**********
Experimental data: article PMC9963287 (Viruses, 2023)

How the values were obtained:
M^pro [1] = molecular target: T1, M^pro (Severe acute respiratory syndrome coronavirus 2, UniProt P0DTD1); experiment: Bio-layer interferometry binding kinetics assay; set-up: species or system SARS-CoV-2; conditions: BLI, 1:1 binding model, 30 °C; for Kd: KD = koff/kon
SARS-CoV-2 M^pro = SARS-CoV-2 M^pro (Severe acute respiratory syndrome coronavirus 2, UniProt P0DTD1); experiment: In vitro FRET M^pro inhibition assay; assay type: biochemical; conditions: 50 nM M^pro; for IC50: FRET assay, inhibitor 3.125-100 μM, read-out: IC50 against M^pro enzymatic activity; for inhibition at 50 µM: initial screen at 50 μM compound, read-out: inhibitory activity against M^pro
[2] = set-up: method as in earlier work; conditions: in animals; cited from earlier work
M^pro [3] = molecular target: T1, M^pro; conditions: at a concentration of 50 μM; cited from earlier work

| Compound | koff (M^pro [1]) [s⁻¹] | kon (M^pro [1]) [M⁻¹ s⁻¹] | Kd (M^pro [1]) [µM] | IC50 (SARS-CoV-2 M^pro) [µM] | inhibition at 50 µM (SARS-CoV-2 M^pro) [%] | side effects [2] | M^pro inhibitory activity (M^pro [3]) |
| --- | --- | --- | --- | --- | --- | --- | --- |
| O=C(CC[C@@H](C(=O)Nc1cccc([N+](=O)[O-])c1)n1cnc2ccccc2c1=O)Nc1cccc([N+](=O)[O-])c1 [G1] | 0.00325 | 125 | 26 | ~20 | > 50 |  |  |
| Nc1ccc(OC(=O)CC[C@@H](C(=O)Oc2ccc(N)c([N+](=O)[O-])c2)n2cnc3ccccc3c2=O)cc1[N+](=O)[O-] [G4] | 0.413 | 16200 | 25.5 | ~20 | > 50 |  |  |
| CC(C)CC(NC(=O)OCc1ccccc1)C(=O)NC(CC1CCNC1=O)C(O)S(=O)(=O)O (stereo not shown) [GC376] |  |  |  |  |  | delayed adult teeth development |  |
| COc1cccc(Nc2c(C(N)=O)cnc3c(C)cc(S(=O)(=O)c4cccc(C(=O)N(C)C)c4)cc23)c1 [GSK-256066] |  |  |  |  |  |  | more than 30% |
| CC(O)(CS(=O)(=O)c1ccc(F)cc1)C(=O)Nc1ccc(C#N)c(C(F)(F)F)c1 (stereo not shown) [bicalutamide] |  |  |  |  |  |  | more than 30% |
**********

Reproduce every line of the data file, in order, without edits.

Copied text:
Experimental data: article PMC9963287 (Viruses, 2023)

How the values were obtained:
M^pro [1] = molecular target: T1, M^pro (Severe acute respiratory syndrome coronavirus 2, UniProt P0DTD1); experiment: Bio-layer interferometry binding kinetics assay; set-up: species or system SARS-CoV-2; conditions: BLI, 1:1 binding model, 30 °C; for Kd: KD = koff/kon
SARS-CoV-2 M^pro = SARS-CoV-2 M^pro (Severe acute respiratory syndrome coronavirus 2, UniProt P0DTD1); experiment: In vitro FRET M^pro inhibition assay; assay type: biochemical; conditions: 50 nM M^pro; for IC50: FRET assay, inhibitor 3.125-100 μM, read-out: IC50 against M^pro enzymatic activity; for inhibition at 50 µM: initial screen at 50 μM compound, read-out: inhibitory activity against M^pro
[2] = set-up: method as in earlier work; conditions: in animals; cited from earlier work
M^pro [3] = molecular target: T1, M^pro; conditions: at a concentration of 50 μM; cited from earlier work

| Compound | koff (M^pro [1]) [s⁻¹] | kon (M^pro [1]) [M⁻¹ s⁻¹] | Kd (M^pro [1]) [µM] | IC50 (SARS-CoV-2 M^pro) [µM] | inhibition at 50 µM (SARS-CoV-2 M^pro) [%] | side effects [2] | M^pro inhibitory activity (M^pro [3]) |
| --- | --- | --- | --- | --- | --- | --- | --- |
| O=C(CC[C@@H](C(=O)Nc1cccc([N+](=O)[O-])c1)n1cnc2ccccc2c1=O)Nc1cccc([N+](=O)[O-])c1 [G1] | 0.00325 | 125 | 26 | ~20 | > 50 |  |  |
| Nc1ccc(OC(=O)CC[C@@H](C(=O)Oc2ccc(N)c([N+](=O)[O-])c2)n2cnc3ccccc3c2=O)cc1[N+](=O)[O-] [G4] | 0.413 | 16200 | 25.5 | ~20 | > 50 |  |  |
| CC(C)CC(NC(=O)OCc1ccccc1)C(=O)NC(CC1CCNC1=O)C(O)S(=O)(=O)O (stereo not shown) [GC376] |  |  |  |  |  | delayed adult teeth development |  |
| COc1cccc(Nc2c(C(N)=O)cnc3c(C)cc(S(=O)(=O)c4cccc(C(=O)N(C)C)c4)cc23)c1 [GSK-256066] |  |  |  |  |  |  | more than 30% |
| CC(O)(CS(=O)(=O)c1ccc(F)cc1)C(=O)Nc1ccc(C#N)c(C(F)(F)F)c1 (stereo not shown) [bicalutamide] |  |  |  |  |  |  | more than 30% |